Warning over threat from alcohol
TODAY'S world glamorises alcohol through promoting products particularly aimed at the teenage market – and that can lead to ongoing problems. COLIN ADWENT spoke to one young woman who is now facing up the sobering fact that she is, and forever will be, a binge-drinking alcoholic.
TODAY'S world glamorises alcohol through promoting products particularly aimed at the teenage market - and that can lead to ongoing problems. COLIN ADWENT spoke to one young woman who is now facing up the sobering fact that she is, and forever will be, a binge-drinking alcoholic.
BINGE drinking is rapidly becoming known as a phenomenon which destroys lives and blights society.
Instant gratification and the feelgood factor are often seen as being easily accessible through alcohol in the world we live in today.
Jane is just 28 and has been an alcoholic for the past 10 years.
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Now in recovery, Jane - who wants her real identity to remain anonymous - said: "I see people who are now at an age I was when I was going out drinking and clubbing.
"I look at some of the young girls and worry about the risks they are putting themselves through. I worry about the level of violence and aggression.
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"I would not want to be around an incident kicking off. I have seen people being kicked to the ground and continually being kicked while on the ground.
"That terrified me. It is not just other drinkers. It's the innocent bystanders, who intervene to help, who get hurt.
"Alcohol completely messes your brain up and you don't think straight or clearly.
"That level of alcohol in your body is not healthy. My short-term memory is quite poor but that's improving since I have stopped drinking. I don't know what damage I have done to myself physically.
"There was nothing fun or glamorous about drinking. It was a miserable existence."
Jane, who lives in Ipswich, agreed to tell the story of her dependency on the bottle as a warning to others.
She said: "The first time I got drunk I was 14 and that was to see what it was like. A school-friend of mine and I put our money together and said 'let's buy a bottle of vodka.'
"It was a half bottle and did not last very long, but it had an effect. At 14 it's not something you are tolerant of.
"I did actually like how it made me feel which was quite worrying in hindsight. By the age of 17 I was a binge drinker.
"I left school, started work and began meeting new people and going out and that was it. By 17 I was well on my way, drinking most nights. I was living at home which caused a lot of tension with my parents.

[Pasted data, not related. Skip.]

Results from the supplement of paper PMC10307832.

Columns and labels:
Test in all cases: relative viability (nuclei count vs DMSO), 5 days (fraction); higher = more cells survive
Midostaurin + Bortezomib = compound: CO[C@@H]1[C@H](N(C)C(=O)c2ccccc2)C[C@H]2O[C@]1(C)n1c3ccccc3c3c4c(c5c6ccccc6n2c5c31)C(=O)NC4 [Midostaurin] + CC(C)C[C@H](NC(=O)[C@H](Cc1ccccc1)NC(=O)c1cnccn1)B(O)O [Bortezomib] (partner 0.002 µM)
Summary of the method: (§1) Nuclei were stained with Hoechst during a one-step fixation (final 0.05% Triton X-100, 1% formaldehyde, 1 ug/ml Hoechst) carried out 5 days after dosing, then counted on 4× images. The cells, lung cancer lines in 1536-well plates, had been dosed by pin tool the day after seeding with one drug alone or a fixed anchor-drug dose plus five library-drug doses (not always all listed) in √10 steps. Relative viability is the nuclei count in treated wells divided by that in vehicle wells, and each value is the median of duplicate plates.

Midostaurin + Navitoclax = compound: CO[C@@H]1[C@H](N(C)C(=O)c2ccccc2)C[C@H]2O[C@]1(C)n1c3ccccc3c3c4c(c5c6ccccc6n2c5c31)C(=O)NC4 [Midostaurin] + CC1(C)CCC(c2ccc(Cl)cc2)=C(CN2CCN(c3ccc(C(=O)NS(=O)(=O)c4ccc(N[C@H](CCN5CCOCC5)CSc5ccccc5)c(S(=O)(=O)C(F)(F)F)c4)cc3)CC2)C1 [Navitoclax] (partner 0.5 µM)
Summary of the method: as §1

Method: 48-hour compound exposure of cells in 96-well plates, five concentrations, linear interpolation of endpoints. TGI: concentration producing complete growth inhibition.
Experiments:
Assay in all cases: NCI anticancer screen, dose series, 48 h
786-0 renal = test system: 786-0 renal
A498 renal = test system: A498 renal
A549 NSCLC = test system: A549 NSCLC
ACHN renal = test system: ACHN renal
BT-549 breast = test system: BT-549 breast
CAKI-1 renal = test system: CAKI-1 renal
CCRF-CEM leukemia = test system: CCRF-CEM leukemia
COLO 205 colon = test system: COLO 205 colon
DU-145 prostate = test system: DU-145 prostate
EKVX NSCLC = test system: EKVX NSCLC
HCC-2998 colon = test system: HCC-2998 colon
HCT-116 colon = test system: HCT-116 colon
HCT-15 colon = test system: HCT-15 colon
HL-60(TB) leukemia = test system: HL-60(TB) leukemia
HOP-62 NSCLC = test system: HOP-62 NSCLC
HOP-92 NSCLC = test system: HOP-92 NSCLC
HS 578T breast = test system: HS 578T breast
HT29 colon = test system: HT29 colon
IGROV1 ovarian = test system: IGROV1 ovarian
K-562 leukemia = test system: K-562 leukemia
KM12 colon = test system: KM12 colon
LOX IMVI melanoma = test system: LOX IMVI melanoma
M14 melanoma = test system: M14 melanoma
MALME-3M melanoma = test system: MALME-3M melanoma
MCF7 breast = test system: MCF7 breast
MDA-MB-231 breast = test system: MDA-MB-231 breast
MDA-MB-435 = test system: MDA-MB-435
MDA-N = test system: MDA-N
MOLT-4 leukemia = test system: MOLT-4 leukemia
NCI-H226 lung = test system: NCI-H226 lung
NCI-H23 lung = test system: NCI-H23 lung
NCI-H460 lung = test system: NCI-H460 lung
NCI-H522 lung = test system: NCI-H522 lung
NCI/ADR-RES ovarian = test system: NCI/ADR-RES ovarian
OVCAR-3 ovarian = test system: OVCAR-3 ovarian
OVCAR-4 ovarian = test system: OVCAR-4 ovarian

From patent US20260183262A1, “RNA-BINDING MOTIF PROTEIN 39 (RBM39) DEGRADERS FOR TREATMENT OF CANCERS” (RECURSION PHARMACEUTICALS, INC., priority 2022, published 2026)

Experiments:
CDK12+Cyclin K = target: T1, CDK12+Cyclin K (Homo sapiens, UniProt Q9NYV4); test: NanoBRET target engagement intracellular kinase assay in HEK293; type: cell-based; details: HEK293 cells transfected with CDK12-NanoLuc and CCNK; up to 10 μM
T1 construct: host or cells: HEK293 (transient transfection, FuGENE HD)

"It was just the done thing really. It made me feel more confident and uninhibited.
"I always thought I was quite a confident person, but I clearly wasn't. I needed a drink to feel confident. I would be inebriated most nights of the week.
"Weekends were a big thing and the company I was keeping was not helping. We would quite often go out after work.
"That gradually moved on to having the odd lunchtime one. We would end up going to a friend's and carrying on."
Jane said at the time Bacardi was her preference, although she would often sink pints of cider. When asked how much, Jane just replied, "too much, too often".
She consumed well over the recommended limit but said everyone she was hanging around with was the same.
"I did not think it was a problem until 18 months ago, when I realised I did have a problem and I admitted it to myself.
"Alcoholics are in denial. They don't want to admit it. I consider myself an alcoholic and if I have one swig of an alcoholic drink that would just start me off again. I have no doubt in my mind about that.
"Once I had it I would get a craving and would not be able to stop."
Jane's desperation for drink became worse at the age of 19, when she began a three-year relationship with a violent alcoholic.
"The relationship was volatile. He was very aggressive and it was worse when he had been drinking or denied a drink. I suppose that was my excuse for drinking at the time."
The relationship came to an end when police were called after Jane's boyfriend broke into her parents home, before assaulting her and her father with a builder's trowel he had bought from a hardware store.
"I needed to drink anyway but that was an excuse for it. It was my defence. The addiction had set it.
"Certainly during that relationship it was a way of escaping and numbing how I felt about the whole thing. I had very low self-esteem.
"My mum said to me once or twice I think you have had enough."
At evening meal times a glass of wine had progressed to a bottle as the desire for drink set in.
In the morning Jane said she used to wake up with a hangover, feeling tired and lethargic.
Wine, cider, vodka and lager were Jane's preferred choices. She said she turned to pints as well as spirits because they lasted longer.
"If I was going out on a weekend night I would start an hour or two before I was due to meet people.
"I would open a bottle of wine and have as many as I could fit in. Then I would go out and carry on. I did not ever give myself a break. I went to pubs and clubs and straight to the bar.
"I remember being supported to walk. I fell down a flight of stairs in a nightclub and didn't recall it, but I was told about it the next day."
On occasions Jane would hit the dance floor and knock into people as she tried to remain upright. She ended nights being carried out and pushed into a taxi to be taken home, where she was put to bed.
"Throughout most of this I lived in Colchester and tended to try and avoid the squaddies' pubs as I didn't like the attention and would get quite aggressive verbally with them.
"My mum told me once that she heard me come in one morning and looked downstairs and I was clinging to the banister, trying to keep upright. In the end I crawled up the stairs."